On Equal Pay Day, turn to your colleagues and ask them how much they earn

Tomorrow is Equal Pay Day – the point in the calendar when women start to work for free. (Picture: Mike Kemp / In Pictures via Getty Images)

What is the last great taboo? I know, your mind is wondering about all illicit territory right now is not it? But I want to give you a clue. It's not rude but it's sometimes described as 'distasteful'.

Yes, it's pay.

We are so squeamish about talking about what we are doing.

It could be, you could not do it, you would not know it, you would never know it. You do not even get out of the starting blocks.

For many years my charity, the Fawcett Society, has been campaigning on equal pay and closing the gender pay gap.

On Saturday 10 November it's Equal Pay Day – the point in the calendar when women start working for free. It's calculated on the average average hourly full-time pay between women and men (currently 13.7%).

The gender pay gap is complicated. Dominated senior roles. In the meantime, there are a number of things in the bottom of the ladder.

But another factor is pay discrimination, which is often hidden and facilitated by a culture of pay secrecy or at least pay pay.

Our survey found that about six years ago it was difficult to say what it was about.

Perhaps even more shocking is the fact that it is illegal to pay.

It is almost 50 years since the Equal Pay Act and a significant proportion of us somehow think pay discrimination is ok ?! It makes me want to weep.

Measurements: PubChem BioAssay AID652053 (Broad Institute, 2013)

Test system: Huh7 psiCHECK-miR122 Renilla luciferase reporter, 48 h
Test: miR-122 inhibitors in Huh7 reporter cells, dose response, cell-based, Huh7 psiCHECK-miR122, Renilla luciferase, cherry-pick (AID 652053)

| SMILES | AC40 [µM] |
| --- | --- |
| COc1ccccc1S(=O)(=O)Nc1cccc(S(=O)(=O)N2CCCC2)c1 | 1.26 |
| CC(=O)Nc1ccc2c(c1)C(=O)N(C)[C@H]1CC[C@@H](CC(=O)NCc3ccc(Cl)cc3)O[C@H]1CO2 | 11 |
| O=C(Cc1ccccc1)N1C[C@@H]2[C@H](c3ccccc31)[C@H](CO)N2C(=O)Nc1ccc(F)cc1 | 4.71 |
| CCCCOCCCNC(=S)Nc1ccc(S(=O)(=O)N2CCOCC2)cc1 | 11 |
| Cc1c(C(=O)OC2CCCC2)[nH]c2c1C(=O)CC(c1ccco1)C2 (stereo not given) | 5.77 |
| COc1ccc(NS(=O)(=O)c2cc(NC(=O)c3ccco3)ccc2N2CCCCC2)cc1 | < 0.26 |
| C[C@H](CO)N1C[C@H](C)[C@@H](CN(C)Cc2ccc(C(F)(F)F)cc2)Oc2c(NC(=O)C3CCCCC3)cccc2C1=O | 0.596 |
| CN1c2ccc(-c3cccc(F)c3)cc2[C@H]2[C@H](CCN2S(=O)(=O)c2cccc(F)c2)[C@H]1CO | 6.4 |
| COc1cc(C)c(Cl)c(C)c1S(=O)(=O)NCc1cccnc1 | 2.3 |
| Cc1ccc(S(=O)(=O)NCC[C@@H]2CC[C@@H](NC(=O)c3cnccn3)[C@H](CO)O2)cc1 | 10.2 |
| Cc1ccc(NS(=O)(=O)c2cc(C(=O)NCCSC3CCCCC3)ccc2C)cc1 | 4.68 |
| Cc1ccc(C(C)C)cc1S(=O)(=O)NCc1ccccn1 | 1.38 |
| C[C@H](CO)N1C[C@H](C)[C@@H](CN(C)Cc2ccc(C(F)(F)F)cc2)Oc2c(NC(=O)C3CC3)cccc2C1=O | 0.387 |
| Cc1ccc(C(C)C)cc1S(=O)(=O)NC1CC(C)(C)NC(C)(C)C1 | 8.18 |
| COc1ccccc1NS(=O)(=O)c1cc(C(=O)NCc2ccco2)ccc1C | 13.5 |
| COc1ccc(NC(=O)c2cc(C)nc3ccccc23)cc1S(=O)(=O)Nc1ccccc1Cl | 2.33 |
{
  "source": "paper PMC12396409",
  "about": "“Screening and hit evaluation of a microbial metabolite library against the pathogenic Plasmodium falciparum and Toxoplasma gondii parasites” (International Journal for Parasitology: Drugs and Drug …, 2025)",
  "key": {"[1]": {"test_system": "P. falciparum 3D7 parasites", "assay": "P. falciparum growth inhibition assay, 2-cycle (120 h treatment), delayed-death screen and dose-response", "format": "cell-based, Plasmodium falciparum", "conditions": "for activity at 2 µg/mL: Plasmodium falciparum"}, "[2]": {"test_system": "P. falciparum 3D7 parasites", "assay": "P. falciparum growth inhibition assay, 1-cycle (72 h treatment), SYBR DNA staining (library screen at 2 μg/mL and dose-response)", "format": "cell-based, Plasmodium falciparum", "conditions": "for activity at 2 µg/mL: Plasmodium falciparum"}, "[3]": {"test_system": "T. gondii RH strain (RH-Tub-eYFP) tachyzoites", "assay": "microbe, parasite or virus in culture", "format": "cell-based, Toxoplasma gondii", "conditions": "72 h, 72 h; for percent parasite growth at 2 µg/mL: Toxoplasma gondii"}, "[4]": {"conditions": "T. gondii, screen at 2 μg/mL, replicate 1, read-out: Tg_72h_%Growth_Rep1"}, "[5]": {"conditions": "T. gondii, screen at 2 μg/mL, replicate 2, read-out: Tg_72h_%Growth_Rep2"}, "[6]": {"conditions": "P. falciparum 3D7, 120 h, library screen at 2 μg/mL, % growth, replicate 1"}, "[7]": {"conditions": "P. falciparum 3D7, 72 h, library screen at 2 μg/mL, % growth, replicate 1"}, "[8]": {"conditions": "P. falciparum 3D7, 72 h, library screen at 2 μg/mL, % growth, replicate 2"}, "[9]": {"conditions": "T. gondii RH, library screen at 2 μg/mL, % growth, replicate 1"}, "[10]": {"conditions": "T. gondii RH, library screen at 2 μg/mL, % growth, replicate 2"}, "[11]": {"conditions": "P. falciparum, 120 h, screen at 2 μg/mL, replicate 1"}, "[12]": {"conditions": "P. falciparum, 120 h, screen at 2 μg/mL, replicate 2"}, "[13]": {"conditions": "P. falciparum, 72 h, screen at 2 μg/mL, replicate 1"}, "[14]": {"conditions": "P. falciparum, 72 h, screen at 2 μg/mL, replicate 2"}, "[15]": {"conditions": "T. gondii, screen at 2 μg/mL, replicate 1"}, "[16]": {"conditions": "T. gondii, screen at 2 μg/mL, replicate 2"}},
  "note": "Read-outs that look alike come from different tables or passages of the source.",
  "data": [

So let's get one thing crystal clear. They are doing the same job or work of equal value.

But of course, if you do not know what your male colleagues are doing, how can you possibly challenge it? Your right to equal pay is as good as a chocolate teapot without this basic information.

Interestingly, they would help if they thought they might be experiencing pay discrimination.

So today we are asking you to do one simple thing. Turn to your colleagues and tell them what you earn. Men, if there is one favor you could do for your female colleagues this is it.

more: Money

If you do not think you are being paid then you need legal advice. If you are in a trade union, then they may be able to help you. But many women do not have that option.

Carry Gracie's BBC back-pay, Fawcett has joined forces with YESS Employment Law to offer a new Equal Pay Advice Service at Women's earning £ 30k per year or less with Equal Pay Fund to raise money to sustain it longer-term.

They are owed their money.

More than money, this is about equality, fairness and justice. And frankly, it's about time.

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